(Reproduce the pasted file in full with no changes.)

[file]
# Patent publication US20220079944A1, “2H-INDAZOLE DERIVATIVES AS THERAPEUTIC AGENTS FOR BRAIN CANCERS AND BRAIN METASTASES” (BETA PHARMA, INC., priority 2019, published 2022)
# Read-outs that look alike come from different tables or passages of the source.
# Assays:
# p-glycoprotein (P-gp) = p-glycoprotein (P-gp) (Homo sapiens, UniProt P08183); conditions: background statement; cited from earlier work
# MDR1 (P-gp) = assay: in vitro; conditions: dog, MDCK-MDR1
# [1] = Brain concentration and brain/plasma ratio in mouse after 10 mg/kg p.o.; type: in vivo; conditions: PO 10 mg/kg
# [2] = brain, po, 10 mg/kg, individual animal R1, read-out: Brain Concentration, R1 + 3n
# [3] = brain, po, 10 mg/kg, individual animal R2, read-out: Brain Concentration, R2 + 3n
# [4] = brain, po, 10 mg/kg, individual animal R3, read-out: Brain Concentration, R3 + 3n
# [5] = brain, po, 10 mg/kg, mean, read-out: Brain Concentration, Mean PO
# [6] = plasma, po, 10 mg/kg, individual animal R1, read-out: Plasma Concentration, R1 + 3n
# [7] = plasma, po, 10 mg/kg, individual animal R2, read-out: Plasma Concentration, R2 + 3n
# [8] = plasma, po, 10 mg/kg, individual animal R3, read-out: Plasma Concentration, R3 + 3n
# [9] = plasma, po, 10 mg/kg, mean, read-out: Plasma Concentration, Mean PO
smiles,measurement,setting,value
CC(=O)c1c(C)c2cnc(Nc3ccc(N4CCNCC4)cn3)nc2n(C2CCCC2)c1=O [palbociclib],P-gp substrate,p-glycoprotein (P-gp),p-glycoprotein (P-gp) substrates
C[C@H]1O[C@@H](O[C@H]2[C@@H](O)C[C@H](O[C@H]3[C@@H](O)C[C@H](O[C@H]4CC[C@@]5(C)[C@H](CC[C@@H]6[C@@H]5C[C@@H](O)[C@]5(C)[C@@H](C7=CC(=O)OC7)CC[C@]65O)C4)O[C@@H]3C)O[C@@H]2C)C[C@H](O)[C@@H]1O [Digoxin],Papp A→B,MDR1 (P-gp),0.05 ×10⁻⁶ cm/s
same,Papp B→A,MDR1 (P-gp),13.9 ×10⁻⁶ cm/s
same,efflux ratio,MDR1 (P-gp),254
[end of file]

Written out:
# Patent publication US20220079944A1, “2H-INDAZOLE DERIVATIVES AS THERAPEUTIC AGENTS FOR BRAIN CANCERS AND BRAIN METASTASES” (BETA PHARMA, INC., priority 2019, published 2022)
# Read-outs that look alike come from different tables or passages of the source.
# Assays:
# p-glycoprotein (P-gp) = p-glycoprotein (P-gp) (Homo sapiens, UniProt P08183); conditions: background statement; cited from earlier work
# MDR1 (P-gp) = assay: in vitro; conditions: dog, MDCK-MDR1
# [1] = Brain concentration and brain/plasma ratio in mouse after 10 mg/kg p.o.; type: in vivo; conditions: PO 10 mg/kg
# [2] = brain, po, 10 mg/kg, individual animal R1, read-out: Brain Concentration, R1 + 3n
# [3] = brain, po, 10 mg/kg, individual animal R2, read-out: Brain Concentration, R2 + 3n
# [4] = brain, po, 10 mg/kg, individual animal R3, read-out: Brain Concentration, R3 + 3n
# [5] = brain, po, 10 mg/kg, mean, read-out: Brain Concentration, Mean PO
# [6] = plasma, po, 10 mg/kg, individual animal R1, read-out: Plasma Concentration, R1 + 3n
# [7] = plasma, po, 10 mg/kg, individual animal R2, read-out: Plasma Concentration, R2 + 3n
# [8] = plasma, po, 10 mg/kg, individual animal R3, read-out: Plasma Concentration, R3 + 3n
# [9] = plasma, po, 10 mg/kg, mean, read-out: Plasma Concentration, Mean PO
smiles,measurement,setting,value
CC(=O)c1c(C)c2cnc(Nc3ccc(N4CCNCC4)cn3)nc2n(C2CCCC2)c1=O [palbociclib],P-gp substrate,p-glycoprotein (P-gp),p-glycoprotein (P-gp) substrates
C[C@H]1O[C@@H](O[C@H]2[C@@H](O)C[C@H](O[C@H]3[C@@H](O)C[C@H](O[C@H]4CC[C@@]5(C)[C@H](CC[C@@H]6[C@@H]5C[C@@H](O)[C@]5(C)[C@@H](C7=CC(=O)OC7)CC[C@]65O)C4)O[C@@H]3C)O[C@@H]2C)C[C@H](O)[C@@H]1O [Digoxin],Papp A→B,MDR1 (P-gp),0.05 ×10⁻⁶ cm/s
same,Papp B→A,MDR1 (P-gp),13.9 ×10⁻⁶ cm/s
same,efflux ratio,MDR1 (P-gp),254